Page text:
Swollen feet and legs, referred to medically as edema, occur when fluid is retained in the spaces between body cells. Edema typically affects the feet, ankles and lower legs, but can also impact any area of the body, causing systemic symptoms.
Edema can be caused by a serious condition of the kidney, heart,
liver or blood vessels, but many other factors can contribute to its
- Eating a poor diet high in salt and carbohydrates
- Abusing laxatives
- Abusing diuretics
- Abusing drugs
- Taking birth control or hormone replacement therapy pills
- Pregnancy and PMS
- Sodium retention
- Varicose veins and history of phlebitis
- Allergic reactions
- Neuromuscular disorders
Initially, the feet and legs will appear swollen as the day progresses, but after a period of time, the swelling will set in first thing in the morning and continue to worsen throughout the day. Long-term edema causes pitting: When you press on the swollen area for a few seconds, you will notice an indentation in that area. Continued swelling can cause skin ulcerations.
Over time, other symptoms will develop:
- High blood pressure
- Increased urination
- Swollen hands and/or wrists
- Puffy eyes
- Weight gain
The hallmark of treatment is to reduce the swelling, and the first line of defense: leg elevation. Elevate legs above the level of the heart, which puts minimal pressure on the backs of the knees and thighs and lower back. Just sitting in a reclining chair in front of the TV is a great way to elevate your legs. Many products, for use at home or at work, can also help reduce swelling.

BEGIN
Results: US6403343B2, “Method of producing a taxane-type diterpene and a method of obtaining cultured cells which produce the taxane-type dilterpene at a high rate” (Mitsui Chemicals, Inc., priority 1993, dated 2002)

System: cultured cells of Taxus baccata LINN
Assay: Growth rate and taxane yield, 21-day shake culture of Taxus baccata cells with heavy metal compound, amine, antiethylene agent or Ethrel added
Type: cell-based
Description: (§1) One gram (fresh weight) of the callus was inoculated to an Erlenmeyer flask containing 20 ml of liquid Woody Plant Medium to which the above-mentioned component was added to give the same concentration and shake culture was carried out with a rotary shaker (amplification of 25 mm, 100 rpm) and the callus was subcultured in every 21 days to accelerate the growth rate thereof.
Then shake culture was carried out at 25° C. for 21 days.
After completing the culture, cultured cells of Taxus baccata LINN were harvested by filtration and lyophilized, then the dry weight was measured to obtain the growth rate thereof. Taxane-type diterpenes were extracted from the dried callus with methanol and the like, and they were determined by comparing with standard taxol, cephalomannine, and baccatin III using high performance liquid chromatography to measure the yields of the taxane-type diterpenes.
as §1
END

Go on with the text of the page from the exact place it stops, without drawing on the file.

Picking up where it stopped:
Other aids include:
- Leg wedges to elevate the feet while sleeping.
- Support socks and stocking, either over-the-counter or customer-made.
- Support socks and stockings come in various gradients depending on the pressure needed, and various lengths depending on the level of the edema.
- Proper fitting shoes and socks. Buy new shoes in the afternoon to get the best fit.
Techniques to help decrease swelling:
- Increase muscle activity with walking.
- Avoid standing in place for long periods of time.
- Avoid sitting with the feet dependent.
- Limit salt intake.
- Do not abuse diuretics, but a short-term course may be helpful.
- Do not abuse laxatives.
- Drink plenty of water.
- Avoid contraceptive pills and hormone replacement therapy
- Use a compression pump to help fluid return to the blood vessels.
If the edema persists or continues to worsen, please consult
Information on foot, leg and lower body health conditions provided by The Podiatry Institute, dedicated to advancing the standard of care in podiatric medicine and its effects on muscoskeletal health.